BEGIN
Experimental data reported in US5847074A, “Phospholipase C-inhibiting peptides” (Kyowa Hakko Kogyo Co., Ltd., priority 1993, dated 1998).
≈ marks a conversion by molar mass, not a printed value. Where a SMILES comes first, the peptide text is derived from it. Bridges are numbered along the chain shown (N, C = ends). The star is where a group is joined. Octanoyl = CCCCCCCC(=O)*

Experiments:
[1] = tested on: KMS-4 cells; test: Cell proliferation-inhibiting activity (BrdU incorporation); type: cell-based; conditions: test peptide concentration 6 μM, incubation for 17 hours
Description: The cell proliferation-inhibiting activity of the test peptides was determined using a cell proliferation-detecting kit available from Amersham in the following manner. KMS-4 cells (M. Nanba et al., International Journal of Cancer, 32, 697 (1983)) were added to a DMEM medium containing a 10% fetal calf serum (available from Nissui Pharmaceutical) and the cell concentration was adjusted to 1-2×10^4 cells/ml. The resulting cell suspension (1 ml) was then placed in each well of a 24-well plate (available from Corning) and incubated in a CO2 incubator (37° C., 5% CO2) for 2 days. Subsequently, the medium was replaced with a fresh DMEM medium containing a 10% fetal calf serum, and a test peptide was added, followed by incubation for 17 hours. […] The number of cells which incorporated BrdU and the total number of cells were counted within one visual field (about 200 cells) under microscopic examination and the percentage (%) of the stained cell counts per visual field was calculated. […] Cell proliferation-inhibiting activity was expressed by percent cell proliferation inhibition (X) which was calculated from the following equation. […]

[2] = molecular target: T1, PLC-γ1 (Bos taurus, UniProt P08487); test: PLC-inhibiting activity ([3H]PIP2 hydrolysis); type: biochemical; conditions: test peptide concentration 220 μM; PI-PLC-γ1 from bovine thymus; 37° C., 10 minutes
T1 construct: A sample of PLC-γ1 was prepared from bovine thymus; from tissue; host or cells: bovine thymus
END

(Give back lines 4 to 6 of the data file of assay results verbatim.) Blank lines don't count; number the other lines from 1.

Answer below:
[1] = tested on: KMS-4 cells; test: Cell proliferation-inhibiting activity (BrdU incorporation); type: cell-based; conditions: test peptide concentration 6 μM, incubation for 17 hours
Description: The cell proliferation-inhibiting activity of the test peptides was determined using a cell proliferation-detecting kit available from Amersham in the following manner. KMS-4 cells (M. Nanba et al., International Journal of Cancer, 32, 697 (1983)) were added to a DMEM medium containing a 10% fetal calf serum (available from Nissui Pharmaceutical) and the cell concentration was adjusted to 1-2×10^4 cells/ml. The resulting cell suspension (1 ml) was then placed in each well of a 24-well plate (available from Corning) and incubated in a CO2 incubator (37° C., 5% CO2) for 2 days. Subsequently, the medium was replaced with a fresh DMEM medium containing a 10% fetal calf serum, and a test peptide was added, followed by incubation for 17 hours. […] The number of cells which incorporated BrdU and the total number of cells were counted within one visual field (about 200 cells) under microscopic examination and the percentage (%) of the stained cell counts per visual field was calculated. […] Cell proliferation-inhibiting activity was expressed by percent cell proliferation inhibition (X) which was calculated from the following equation. […]

[2] = molecular target: T1, PLC-γ1 (Bos taurus, UniProt P08487); test: PLC-inhibiting activity ([3H]PIP2 hydrolysis); type: biochemical; conditions: test peptide concentration 220 μM; PI-PLC-γ1 from bovine thymus; 37° C., 10 minutes